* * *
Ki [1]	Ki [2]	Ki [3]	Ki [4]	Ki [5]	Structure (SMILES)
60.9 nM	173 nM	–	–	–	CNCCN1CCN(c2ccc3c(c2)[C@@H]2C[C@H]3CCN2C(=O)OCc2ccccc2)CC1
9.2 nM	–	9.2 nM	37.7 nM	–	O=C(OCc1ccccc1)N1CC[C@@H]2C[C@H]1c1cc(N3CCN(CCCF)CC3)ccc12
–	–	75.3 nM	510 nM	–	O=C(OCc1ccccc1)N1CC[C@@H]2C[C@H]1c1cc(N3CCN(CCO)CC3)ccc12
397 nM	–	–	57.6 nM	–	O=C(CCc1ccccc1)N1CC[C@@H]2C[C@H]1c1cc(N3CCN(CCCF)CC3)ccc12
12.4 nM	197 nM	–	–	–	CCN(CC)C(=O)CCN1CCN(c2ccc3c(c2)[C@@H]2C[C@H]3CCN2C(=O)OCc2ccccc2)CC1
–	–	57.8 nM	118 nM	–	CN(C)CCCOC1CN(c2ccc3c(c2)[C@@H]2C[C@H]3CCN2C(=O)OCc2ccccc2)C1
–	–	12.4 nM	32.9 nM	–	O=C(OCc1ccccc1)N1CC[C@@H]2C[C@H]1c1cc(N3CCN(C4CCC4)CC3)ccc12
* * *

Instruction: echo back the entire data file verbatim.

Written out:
Ki [1]	Ki [2]	Ki [3]	Ki [4]	Ki [5]	Structure (SMILES)
60.9 nM	173 nM	–	–	–	CNCCN1CCN(c2ccc3c(c2)[C@@H]2C[C@H]3CCN2C(=O)OCc2ccccc2)CC1
9.2 nM	–	9.2 nM	37.7 nM	–	O=C(OCc1ccccc1)N1CC[C@@H]2C[C@H]1c1cc(N3CCN(CCCF)CC3)ccc12
–	–	75.3 nM	510 nM	–	O=C(OCc1ccccc1)N1CC[C@@H]2C[C@H]1c1cc(N3CCN(CCO)CC3)ccc12
397 nM	–	–	57.6 nM	–	O=C(CCc1ccccc1)N1CC[C@@H]2C[C@H]1c1cc(N3CCN(CCCF)CC3)ccc12
12.4 nM	197 nM	–	–	–	CCN(CC)C(=O)CCN1CCN(c2ccc3c(c2)[C@@H]2C[C@H]3CCN2C(=O)OCc2ccccc2)CC1
–	–	57.8 nM	118 nM	–	CN(C)CCCOC1CN(c2ccc3c(c2)[C@@H]2C[C@H]3CCN2C(=O)OCc2ccccc2)C1
–	–	12.4 nM	32.9 nM	–	O=C(OCc1ccccc1)N1CC[C@@H]2C[C@H]1c1cc(N3CCN(C4CCC4)CC3)ccc12